Susan Sama, Work Environment
Susan Sama, Work Environment
• The relationship between Occupational and environmental exposures and exacerbation of chronic respiratory diseases including asthma and COPD.
• The relationship between exhaled biomarkers (ENO) at baseline and during exacerbations in asthma and COPD.
• The relationship between proximity to traffic and asthma in children.
• Risk factors for Sharps injuries among home health care workers.
• The effectiveness of disease management programs for chronic diseases such as asthma or diabetes with regards to improvements in health and reduction of healthcare utilization costs.
Sc.D., Epidemiology/Work Environment Department, University of Massachusetts Lowell, 1996
M.S. Epidemiology, University of Massachusetts Lowell, 1990
B.S.N. Nursing, University of Massachusetts Lowell, 1987
Susan Sama is a Research Professor in the Department of Work Environment. Susan has worked on a variety of projects relating to occupational health. Dr. Sama enjoys teaching and has taught Introduction to Biostatistics and Epidemiology and Toxicology and Health Effects of Work Related Exposures in the graduate program at the University of Massachusetts Lowell.
Initially she worked as a Senior Epidemiologist at the Washington State Department of Labor and Industries in the Safety & Health Assessment & Research for Prevention (SHARP) Program in Olympia, Washington. There she was a member of a multi-disciplinary occupational health and safety research team, conducting investigations on a variety of occupational exposures, injuries and disease. She was the Principal Investigator/Project Manager for a surveillance project designed to evaluate occupationally related skin disorders in the state of Washington and for the Adult Blood Lead Epidemiology and Surveillance program designed to identify cases of occupational lead poisoning in order to initiate appropriate worksite interventions. She was Co-Principal Investigator for an intervention evaluation project (funded by NIOSH) to evaluate the effectiveness of “zero-lift” programs, job modification support and a workers’ compensation incentive on reducing back and shoulder injuries in nursing home staff. Dr. Sama was also Principal Investigator for a research grant awarded by NIOSH to evaluate the relationship between asthma and chronic sinusitis in occupational cohorts. She also worked with colleagues at the Department of Health to revise reportable condition legislation with primary responsibility for incorporating select occupational conditions.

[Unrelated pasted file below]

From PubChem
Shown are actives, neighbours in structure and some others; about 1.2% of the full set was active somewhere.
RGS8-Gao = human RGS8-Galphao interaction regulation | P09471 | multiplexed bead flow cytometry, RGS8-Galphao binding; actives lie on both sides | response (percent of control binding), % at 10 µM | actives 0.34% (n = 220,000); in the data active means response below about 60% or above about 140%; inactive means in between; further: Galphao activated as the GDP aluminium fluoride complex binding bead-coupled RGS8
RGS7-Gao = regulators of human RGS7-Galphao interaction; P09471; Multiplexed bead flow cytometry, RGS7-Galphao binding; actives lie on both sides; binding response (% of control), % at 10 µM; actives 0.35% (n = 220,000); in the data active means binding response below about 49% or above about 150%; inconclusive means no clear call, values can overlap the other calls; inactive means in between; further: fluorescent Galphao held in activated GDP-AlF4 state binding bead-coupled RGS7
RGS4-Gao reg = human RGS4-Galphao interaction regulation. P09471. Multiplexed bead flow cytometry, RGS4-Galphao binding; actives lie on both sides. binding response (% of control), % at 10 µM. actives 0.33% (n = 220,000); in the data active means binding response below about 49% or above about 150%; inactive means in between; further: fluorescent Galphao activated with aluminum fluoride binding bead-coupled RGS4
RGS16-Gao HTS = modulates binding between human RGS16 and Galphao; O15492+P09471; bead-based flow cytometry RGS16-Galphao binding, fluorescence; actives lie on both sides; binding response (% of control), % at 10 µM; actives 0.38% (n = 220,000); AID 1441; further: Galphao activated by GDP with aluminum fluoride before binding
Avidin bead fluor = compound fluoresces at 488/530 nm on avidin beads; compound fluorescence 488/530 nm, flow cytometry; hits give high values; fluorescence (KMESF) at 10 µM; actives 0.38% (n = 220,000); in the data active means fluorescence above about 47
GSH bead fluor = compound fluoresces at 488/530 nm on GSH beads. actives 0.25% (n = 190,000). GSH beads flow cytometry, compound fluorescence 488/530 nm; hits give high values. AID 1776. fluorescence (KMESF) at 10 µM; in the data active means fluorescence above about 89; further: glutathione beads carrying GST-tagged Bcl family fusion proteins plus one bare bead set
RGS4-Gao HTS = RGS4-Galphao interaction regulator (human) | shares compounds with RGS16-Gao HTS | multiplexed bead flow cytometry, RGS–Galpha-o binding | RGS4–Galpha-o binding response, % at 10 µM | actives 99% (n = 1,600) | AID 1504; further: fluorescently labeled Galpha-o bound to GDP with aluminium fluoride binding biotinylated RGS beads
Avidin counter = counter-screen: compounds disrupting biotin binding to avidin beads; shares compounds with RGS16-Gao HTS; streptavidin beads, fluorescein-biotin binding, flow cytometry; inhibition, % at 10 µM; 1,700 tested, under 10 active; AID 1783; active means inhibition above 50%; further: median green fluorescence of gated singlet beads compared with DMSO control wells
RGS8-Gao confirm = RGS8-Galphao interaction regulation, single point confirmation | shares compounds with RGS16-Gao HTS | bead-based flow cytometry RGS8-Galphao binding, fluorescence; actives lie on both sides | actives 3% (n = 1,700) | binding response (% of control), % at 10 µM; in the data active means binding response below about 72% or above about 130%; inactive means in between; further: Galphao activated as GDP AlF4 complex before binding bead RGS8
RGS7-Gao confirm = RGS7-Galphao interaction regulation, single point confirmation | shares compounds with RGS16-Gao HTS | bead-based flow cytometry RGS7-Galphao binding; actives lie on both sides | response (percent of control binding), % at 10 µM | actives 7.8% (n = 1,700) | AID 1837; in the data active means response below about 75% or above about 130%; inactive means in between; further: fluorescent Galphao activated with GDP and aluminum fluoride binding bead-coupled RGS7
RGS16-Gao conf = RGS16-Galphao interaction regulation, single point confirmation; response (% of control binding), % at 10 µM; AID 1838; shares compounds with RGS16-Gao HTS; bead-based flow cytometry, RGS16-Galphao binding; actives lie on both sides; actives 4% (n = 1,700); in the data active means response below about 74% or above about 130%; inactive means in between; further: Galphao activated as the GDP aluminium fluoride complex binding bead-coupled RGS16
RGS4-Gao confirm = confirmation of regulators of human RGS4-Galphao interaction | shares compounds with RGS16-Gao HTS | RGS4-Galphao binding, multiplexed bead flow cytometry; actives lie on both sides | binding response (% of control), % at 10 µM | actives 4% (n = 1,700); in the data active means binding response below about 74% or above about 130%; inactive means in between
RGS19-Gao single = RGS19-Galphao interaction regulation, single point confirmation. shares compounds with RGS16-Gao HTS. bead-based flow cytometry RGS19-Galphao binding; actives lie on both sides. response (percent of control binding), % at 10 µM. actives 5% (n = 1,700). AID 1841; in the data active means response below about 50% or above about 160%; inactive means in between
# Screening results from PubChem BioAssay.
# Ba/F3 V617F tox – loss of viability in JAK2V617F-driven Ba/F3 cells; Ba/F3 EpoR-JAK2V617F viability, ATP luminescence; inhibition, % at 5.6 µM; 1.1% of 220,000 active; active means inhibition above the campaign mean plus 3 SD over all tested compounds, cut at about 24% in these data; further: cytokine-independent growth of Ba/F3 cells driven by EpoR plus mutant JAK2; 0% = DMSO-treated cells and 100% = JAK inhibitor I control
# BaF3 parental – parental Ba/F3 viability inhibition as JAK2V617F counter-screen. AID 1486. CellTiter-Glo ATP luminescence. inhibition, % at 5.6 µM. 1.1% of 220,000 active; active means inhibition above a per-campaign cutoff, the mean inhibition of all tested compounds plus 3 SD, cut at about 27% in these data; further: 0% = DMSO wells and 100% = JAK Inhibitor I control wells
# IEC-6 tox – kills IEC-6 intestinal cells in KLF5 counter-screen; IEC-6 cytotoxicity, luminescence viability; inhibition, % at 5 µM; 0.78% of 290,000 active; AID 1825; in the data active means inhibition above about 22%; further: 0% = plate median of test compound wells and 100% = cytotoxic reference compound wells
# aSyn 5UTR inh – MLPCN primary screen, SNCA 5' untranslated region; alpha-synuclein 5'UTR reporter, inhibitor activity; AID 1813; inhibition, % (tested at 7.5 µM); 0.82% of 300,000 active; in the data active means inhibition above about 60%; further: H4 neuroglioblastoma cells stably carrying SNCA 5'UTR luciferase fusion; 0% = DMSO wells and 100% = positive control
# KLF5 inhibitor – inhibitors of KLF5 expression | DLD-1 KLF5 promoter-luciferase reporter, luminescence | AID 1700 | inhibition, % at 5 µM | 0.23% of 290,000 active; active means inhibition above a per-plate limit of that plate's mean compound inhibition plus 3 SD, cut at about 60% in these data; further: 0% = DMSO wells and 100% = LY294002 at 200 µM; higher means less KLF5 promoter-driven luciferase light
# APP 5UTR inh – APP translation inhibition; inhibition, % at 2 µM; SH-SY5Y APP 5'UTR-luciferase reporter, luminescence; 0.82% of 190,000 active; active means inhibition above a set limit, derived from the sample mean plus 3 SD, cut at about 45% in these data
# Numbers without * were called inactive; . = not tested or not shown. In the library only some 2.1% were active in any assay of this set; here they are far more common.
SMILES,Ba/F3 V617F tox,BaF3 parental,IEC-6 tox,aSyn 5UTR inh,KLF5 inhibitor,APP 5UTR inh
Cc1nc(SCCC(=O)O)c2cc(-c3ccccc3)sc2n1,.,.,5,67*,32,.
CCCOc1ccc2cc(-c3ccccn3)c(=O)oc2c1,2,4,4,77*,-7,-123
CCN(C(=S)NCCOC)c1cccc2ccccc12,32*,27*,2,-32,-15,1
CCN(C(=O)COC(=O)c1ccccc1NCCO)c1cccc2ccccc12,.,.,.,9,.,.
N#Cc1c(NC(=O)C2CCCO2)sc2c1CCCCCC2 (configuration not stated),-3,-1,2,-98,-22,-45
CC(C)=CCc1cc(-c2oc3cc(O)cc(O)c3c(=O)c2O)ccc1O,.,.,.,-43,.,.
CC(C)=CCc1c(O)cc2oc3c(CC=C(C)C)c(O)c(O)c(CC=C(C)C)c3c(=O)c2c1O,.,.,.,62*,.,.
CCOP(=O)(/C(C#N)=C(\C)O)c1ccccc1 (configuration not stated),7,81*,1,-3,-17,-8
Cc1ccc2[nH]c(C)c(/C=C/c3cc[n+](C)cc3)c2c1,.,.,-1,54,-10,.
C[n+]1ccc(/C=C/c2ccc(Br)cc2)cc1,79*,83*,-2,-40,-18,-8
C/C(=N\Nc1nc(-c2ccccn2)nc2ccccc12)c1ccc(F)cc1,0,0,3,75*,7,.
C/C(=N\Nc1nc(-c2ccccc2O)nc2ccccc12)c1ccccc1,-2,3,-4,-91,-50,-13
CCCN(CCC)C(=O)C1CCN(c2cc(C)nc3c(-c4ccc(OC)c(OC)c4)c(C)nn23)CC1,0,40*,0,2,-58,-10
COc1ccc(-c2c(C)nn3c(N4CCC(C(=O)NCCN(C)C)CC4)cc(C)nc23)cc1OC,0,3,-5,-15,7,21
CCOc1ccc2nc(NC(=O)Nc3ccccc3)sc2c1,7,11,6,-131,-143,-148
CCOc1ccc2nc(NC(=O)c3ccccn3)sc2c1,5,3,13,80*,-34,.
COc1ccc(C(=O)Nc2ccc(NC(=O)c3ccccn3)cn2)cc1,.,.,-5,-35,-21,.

More recently Dr. Sama has been involved with a multi-disciplinary occupational health research team to conduct several epidemiologic investigations including the following areas: Sharps injuries in home health care workers, proximity to traffic and asthma in children and exhaled breath biomarkers in relation to asthma and chronic obstructive pulmonary disease.
Dr. Sama also provides epidemiologic support for the Fallon Clinic Research Department where she is directing a study aimed at improving mammography in non-adherent women and the effectiveness of disease management groups. She has also collaborated with colleagues from the Channing Laboratory at Harvard University in conducting studies evaluating genetic markers of COPD exacerbation frequency and other studies of the Fallon Clinic COPD population.